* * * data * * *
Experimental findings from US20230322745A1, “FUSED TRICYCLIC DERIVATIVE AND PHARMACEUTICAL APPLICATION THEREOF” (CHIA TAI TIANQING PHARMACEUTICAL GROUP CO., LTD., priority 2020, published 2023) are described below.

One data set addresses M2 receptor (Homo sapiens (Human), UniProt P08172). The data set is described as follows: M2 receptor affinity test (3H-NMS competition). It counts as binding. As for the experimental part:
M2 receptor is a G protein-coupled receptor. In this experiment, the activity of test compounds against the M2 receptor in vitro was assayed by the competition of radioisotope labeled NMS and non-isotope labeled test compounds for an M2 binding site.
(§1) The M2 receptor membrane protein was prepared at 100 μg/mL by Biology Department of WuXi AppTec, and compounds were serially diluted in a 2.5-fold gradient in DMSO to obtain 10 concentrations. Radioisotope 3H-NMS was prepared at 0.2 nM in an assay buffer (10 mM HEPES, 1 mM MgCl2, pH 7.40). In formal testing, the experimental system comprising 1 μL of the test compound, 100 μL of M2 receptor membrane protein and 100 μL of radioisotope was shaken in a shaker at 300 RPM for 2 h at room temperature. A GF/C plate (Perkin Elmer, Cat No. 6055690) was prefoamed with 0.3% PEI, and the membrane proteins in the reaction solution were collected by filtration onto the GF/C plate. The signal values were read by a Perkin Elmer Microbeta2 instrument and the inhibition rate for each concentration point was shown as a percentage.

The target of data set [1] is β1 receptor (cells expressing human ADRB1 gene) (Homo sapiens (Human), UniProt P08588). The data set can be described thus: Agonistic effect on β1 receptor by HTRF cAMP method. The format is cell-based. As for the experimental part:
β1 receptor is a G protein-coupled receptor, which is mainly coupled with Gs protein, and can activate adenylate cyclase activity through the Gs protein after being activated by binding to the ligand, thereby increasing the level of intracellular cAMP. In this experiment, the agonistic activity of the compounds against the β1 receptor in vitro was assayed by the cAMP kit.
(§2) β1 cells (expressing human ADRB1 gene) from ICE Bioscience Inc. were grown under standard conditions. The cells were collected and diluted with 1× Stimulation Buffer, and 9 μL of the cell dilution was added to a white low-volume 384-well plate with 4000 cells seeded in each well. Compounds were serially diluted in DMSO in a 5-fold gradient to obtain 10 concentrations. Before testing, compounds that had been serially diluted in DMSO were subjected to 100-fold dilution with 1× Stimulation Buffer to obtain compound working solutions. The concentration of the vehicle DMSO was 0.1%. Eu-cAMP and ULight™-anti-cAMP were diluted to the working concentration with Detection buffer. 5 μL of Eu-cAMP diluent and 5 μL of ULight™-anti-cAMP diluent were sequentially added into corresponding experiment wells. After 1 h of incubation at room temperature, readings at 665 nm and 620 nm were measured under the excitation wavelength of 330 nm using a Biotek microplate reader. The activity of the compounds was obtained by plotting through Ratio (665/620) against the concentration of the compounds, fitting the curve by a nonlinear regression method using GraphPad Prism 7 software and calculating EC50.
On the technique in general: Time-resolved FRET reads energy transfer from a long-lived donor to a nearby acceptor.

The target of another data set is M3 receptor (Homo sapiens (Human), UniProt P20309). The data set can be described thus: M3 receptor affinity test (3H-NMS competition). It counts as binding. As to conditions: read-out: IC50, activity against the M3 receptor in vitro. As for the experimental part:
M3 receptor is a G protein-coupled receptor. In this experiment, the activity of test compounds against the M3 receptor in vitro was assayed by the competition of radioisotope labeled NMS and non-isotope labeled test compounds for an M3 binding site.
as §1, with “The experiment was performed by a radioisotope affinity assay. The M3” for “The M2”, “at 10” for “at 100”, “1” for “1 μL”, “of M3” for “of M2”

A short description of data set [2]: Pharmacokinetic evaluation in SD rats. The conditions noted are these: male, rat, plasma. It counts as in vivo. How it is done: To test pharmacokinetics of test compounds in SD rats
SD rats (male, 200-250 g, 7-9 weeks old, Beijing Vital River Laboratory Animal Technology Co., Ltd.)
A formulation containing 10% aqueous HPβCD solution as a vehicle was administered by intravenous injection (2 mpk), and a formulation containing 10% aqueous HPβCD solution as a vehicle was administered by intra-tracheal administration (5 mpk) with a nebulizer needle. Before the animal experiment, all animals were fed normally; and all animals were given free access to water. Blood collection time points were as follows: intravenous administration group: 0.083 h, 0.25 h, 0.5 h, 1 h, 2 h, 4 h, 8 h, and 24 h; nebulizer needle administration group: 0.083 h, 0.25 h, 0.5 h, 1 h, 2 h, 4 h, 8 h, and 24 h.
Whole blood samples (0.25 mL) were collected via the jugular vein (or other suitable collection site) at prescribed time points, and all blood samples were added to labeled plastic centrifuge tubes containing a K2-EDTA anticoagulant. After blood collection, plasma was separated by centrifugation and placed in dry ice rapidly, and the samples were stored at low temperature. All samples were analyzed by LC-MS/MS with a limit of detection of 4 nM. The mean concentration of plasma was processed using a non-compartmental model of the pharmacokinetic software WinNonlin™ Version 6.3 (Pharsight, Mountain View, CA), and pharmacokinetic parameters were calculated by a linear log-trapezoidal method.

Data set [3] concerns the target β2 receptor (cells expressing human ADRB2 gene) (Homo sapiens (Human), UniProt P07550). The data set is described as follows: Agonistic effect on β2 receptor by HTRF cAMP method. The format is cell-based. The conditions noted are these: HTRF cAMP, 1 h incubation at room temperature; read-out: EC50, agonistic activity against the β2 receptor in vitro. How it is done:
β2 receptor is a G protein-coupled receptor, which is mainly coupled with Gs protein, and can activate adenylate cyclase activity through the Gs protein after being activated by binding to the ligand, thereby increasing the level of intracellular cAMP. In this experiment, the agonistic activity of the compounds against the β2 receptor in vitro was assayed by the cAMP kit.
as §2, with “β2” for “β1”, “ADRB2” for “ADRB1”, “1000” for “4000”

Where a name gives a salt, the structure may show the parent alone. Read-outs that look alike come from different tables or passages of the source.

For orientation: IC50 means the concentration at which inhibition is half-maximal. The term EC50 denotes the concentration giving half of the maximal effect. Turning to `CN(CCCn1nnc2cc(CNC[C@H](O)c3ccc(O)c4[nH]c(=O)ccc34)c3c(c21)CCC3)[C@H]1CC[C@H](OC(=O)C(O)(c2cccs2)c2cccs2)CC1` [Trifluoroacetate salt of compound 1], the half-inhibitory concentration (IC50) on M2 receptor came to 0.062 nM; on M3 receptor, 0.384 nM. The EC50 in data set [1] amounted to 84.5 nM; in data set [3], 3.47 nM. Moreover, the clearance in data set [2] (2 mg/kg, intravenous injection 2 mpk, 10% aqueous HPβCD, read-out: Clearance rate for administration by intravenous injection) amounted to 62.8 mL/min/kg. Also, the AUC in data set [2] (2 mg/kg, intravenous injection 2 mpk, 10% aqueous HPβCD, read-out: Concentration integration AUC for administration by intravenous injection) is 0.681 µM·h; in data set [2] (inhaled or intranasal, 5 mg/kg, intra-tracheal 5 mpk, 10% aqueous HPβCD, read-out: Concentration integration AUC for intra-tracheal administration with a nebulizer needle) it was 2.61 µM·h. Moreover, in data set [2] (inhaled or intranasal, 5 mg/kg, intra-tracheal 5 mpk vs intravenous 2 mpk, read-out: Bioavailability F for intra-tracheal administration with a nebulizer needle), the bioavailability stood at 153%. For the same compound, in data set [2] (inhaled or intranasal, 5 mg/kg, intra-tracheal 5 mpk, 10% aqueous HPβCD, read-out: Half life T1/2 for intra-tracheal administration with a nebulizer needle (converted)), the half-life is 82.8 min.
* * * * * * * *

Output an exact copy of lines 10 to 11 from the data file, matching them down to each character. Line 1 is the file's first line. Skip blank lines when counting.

M3 receptor is a G protein-coupled receptor. In this experiment, the activity of test compounds against the M3 receptor in vitro was assayed by the competition of radioisotope labeled NMS and non-isotope labeled test compounds for an M3 binding site.
as §1, with “The experiment was performed by a radioisotope affinity assay. The M3” for “The M2”, “at 10” for “at 100”, “1” for “1 μL”, “of M3” for “of M2”